Finally, we are tempted to question the fairness of God’s Word.  Whether it be a concern for the justice of a situation (e.g. destruction of whole cities or God’s choosing of Israel) or commands exhorting right action or prohibiting desirable actions/things (e.g. roles of men and women or lust), we can be easily tempted to think God is unfair and therefore not good for withholding what we think we should have or not doing what we think He should do.  Rereading that sentence may reveal the problem.  Who is the determining factor on what is right, just, or fair?  We are not the determining factor, nor are our conceptions of what is right, just, or fair, but God is – His person and His character determine what is right, just, and fair, which He shows forth in His actions.  Don’t think something God did is just?  Time to adjust your concept of justice to His.  Don’t think something He says or did is right or fair?  Time to adjust your understanding of what’s right and wrong to Him.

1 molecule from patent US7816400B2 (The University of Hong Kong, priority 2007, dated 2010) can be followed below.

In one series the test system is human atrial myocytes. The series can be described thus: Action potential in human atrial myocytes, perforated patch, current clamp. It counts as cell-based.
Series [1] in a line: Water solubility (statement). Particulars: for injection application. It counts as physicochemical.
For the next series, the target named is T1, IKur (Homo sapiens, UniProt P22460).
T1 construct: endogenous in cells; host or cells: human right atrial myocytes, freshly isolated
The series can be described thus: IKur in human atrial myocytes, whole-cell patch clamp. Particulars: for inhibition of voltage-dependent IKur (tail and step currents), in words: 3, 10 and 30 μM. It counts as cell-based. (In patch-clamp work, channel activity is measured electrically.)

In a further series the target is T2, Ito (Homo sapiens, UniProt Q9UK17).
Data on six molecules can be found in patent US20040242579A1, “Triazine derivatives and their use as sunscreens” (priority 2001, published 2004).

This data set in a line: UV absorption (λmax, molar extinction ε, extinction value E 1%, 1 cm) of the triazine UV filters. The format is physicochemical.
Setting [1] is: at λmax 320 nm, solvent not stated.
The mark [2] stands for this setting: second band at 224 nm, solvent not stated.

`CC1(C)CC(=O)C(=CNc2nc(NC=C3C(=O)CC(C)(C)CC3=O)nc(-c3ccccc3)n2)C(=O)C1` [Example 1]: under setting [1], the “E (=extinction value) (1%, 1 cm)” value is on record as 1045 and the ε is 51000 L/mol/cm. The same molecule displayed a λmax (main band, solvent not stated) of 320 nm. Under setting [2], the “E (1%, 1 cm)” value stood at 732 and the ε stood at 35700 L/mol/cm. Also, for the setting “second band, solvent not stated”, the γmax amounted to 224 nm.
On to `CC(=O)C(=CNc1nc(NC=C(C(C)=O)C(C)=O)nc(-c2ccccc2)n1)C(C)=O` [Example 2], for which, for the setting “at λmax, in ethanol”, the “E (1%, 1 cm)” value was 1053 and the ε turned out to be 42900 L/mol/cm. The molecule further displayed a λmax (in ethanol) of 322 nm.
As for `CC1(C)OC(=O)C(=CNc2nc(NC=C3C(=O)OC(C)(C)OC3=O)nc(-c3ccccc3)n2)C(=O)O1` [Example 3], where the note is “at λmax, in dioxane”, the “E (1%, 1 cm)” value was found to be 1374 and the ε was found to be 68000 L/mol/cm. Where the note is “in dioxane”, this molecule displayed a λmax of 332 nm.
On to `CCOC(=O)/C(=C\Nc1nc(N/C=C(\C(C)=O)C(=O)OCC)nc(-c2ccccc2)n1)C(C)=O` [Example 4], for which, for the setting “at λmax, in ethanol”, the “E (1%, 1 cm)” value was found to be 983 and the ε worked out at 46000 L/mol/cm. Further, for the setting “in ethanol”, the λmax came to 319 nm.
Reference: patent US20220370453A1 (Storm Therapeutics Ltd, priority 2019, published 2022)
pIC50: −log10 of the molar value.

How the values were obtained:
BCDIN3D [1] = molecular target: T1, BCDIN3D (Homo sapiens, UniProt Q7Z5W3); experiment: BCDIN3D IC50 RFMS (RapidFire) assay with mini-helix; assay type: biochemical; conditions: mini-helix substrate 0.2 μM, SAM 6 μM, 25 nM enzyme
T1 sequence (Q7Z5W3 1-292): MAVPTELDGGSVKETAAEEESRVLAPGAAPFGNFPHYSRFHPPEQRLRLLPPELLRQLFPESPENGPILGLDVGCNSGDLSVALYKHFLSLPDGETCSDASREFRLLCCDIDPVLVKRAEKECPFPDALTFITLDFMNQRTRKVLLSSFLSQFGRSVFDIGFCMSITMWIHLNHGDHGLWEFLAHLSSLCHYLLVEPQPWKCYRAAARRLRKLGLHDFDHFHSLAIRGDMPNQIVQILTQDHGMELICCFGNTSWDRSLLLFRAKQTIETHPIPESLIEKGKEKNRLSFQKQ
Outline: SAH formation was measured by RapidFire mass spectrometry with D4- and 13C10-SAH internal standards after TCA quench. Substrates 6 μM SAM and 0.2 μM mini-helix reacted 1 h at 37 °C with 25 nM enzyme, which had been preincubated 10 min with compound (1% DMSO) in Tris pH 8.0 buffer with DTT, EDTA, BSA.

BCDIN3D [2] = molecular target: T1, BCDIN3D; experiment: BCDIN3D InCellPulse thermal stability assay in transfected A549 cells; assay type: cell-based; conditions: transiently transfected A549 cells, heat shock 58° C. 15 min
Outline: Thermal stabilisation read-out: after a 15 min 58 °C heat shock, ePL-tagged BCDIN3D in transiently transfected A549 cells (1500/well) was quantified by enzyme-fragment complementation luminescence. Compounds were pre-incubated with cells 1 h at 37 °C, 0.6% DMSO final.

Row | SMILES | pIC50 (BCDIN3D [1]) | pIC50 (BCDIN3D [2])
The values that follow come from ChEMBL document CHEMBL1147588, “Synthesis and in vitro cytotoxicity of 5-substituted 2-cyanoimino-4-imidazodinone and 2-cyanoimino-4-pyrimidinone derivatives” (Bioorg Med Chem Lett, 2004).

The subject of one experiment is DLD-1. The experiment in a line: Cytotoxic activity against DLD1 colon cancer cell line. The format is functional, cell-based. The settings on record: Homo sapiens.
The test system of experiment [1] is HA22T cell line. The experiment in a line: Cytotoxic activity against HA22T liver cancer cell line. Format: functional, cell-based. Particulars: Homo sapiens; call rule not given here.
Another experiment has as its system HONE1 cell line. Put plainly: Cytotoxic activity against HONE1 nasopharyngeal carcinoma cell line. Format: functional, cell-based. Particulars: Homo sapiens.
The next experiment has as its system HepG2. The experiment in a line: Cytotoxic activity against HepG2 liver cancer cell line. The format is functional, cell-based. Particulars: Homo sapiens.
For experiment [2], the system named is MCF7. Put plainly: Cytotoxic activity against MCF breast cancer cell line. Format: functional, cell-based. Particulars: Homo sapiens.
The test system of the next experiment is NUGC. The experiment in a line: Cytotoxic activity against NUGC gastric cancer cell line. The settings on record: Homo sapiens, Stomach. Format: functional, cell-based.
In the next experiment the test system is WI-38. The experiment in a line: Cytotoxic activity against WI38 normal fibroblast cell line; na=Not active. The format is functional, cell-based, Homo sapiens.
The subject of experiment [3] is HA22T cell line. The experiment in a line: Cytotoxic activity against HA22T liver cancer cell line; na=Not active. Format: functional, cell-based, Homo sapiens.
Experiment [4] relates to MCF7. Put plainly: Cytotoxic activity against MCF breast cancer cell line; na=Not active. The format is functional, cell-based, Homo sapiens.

Fairness is not a biblical concept but justice and righteousness characterize God and are to characterize His people.  If we want to demand the justice and righteousness of God under the guise of fairness, we need to understand that we are calling down wrath on all of us.  As sinners before a holy and righteous God, all anyone deserves is wrath nothing more.  Want to talk of entitlement?  Before God, in your sin, you are only entitled to wrath.  But God, who is rich in mercy, because of His great love for us shown in Christ, has reconciled us to Himself through the life, death, and resurrection of Christ.  It is by Him and through Him that we are made new, given eyes to see, ears to hears, and minds renewed that we may stand confidently by the Spirit on the clarity, truthfulness, and justice of God’s Word.

Do not heed the deadly words of the serpent but cling to the living Word of God.

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The Word Become Flesh: The Secret of the Psalter